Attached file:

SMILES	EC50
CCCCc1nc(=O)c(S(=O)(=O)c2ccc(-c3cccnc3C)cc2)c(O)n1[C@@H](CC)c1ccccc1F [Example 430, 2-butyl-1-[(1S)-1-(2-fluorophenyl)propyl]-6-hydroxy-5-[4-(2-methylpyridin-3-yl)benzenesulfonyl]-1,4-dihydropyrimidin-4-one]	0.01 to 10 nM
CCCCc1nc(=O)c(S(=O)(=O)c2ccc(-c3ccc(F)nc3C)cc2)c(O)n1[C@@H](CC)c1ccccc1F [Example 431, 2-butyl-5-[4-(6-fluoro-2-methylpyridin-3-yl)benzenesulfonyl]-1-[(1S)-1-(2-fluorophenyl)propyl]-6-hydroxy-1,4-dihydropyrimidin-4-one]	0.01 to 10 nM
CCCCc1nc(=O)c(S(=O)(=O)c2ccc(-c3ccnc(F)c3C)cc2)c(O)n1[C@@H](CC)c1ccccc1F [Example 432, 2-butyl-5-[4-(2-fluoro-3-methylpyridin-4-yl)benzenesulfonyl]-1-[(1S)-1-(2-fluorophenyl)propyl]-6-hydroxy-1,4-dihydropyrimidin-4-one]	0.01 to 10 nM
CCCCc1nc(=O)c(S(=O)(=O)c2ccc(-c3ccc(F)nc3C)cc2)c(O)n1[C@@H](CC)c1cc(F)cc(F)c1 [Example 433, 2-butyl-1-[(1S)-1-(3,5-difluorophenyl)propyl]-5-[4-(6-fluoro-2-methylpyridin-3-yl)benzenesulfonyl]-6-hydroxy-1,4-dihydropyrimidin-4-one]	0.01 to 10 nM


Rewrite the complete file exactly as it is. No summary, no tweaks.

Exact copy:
SMILES	EC50
CCCCc1nc(=O)c(S(=O)(=O)c2ccc(-c3cccnc3C)cc2)c(O)n1[C@@H](CC)c1ccccc1F [Example 430, 2-butyl-1-[(1S)-1-(2-fluorophenyl)propyl]-6-hydroxy-5-[4-(2-methylpyridin-3-yl)benzenesulfonyl]-1,4-dihydropyrimidin-4-one]	0.01 to 10 nM
CCCCc1nc(=O)c(S(=O)(=O)c2ccc(-c3ccc(F)nc3C)cc2)c(O)n1[C@@H](CC)c1ccccc1F [Example 431, 2-butyl-5-[4-(6-fluoro-2-methylpyridin-3-yl)benzenesulfonyl]-1-[(1S)-1-(2-fluorophenyl)propyl]-6-hydroxy-1,4-dihydropyrimidin-4-one]	0.01 to 10 nM
CCCCc1nc(=O)c(S(=O)(=O)c2ccc(-c3ccnc(F)c3C)cc2)c(O)n1[C@@H](CC)c1ccccc1F [Example 432, 2-butyl-5-[4-(2-fluoro-3-methylpyridin-4-yl)benzenesulfonyl]-1-[(1S)-1-(2-fluorophenyl)propyl]-6-hydroxy-1,4-dihydropyrimidin-4-one]	0.01 to 10 nM
CCCCc1nc(=O)c(S(=O)(=O)c2ccc(-c3ccc(F)nc3C)cc2)c(O)n1[C@@H](CC)c1cc(F)cc(F)c1 [Example 433, 2-butyl-1-[(1S)-1-(3,5-difluorophenyl)propyl]-5-[4-(6-fluoro-2-methylpyridin-3-yl)benzenesulfonyl]-6-hydroxy-1,4-dihydropyrimidin-4-one]	0.01 to 10 nM